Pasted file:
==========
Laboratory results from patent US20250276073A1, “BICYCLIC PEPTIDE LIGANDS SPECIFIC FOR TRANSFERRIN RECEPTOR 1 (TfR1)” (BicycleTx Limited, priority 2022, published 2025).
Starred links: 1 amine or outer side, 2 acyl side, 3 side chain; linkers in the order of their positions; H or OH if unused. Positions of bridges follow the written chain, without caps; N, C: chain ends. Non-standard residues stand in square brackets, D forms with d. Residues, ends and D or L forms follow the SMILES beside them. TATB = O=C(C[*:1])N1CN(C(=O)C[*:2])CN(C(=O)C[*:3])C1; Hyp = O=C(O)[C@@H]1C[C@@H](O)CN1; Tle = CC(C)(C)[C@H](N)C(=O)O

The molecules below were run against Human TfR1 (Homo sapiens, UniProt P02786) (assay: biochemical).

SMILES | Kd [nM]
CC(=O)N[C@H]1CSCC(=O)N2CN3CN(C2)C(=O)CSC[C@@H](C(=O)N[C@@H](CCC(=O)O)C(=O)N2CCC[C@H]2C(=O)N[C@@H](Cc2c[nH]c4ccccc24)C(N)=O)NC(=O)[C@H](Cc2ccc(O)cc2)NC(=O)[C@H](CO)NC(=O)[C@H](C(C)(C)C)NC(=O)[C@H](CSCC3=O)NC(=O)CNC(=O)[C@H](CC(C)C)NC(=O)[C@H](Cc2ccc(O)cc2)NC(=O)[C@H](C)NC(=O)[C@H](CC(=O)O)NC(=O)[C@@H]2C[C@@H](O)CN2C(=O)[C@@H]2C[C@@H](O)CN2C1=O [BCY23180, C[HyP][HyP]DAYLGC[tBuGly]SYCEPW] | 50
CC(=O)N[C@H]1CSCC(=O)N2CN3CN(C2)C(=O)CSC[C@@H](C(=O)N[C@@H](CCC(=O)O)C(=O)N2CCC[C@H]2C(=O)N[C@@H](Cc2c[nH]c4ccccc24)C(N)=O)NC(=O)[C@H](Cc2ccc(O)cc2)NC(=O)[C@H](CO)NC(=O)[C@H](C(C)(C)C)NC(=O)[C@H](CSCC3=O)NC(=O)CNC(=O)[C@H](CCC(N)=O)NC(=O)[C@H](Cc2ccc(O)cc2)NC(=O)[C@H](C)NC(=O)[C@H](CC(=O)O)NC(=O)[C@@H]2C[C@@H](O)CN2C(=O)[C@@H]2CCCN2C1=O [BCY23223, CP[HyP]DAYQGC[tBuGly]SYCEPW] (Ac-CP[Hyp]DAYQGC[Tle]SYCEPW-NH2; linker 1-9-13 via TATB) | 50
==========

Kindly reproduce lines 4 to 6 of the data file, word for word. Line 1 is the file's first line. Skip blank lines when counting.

SMILES | Kd [nM]
CC(=O)N[C@H]1CSCC(=O)N2CN3CN(C2)C(=O)CSC[C@@H](C(=O)N[C@@H](CCC(=O)O)C(=O)N2CCC[C@H]2C(=O)N[C@@H](Cc2c[nH]c4ccccc24)C(N)=O)NC(=O)[C@H](Cc2ccc(O)cc2)NC(=O)[C@H](CO)NC(=O)[C@H](C(C)(C)C)NC(=O)[C@H](CSCC3=O)NC(=O)CNC(=O)[C@H](CC(C)C)NC(=O)[C@H](Cc2ccc(O)cc2)NC(=O)[C@H](C)NC(=O)[C@H](CC(=O)O)NC(=O)[C@@H]2C[C@@H](O)CN2C(=O)[C@@H]2C[C@@H](O)CN2C1=O [BCY23180, C[HyP][HyP]DAYLGC[tBuGly]SYCEPW] | 50
CC(=O)N[C@H]1CSCC(=O)N2CN3CN(C2)C(=O)CSC[C@@H](C(=O)N[C@@H](CCC(=O)O)C(=O)N2CCC[C@H]2C(=O)N[C@@H](Cc2c[nH]c4ccccc24)C(N)=O)NC(=O)[C@H](Cc2ccc(O)cc2)NC(=O)[C@H](CO)NC(=O)[C@H](C(C)(C)C)NC(=O)[C@H](CSCC3=O)NC(=O)CNC(=O)[C@H](CCC(N)=O)NC(=O)[C@H](Cc2ccc(O)cc2)NC(=O)[C@H](C)NC(=O)[C@H](CC(=O)O)NC(=O)[C@@H]2C[C@@H](O)CN2C(=O)[C@@H]2CCCN2C1=O [BCY23223, CP[HyP]DAYQGC[tBuGly]SYCEPW] (Ac-CP[Hyp]DAYQGC[Tle]SYCEPW-NH2; linker 1-9-13 via TATB) | 50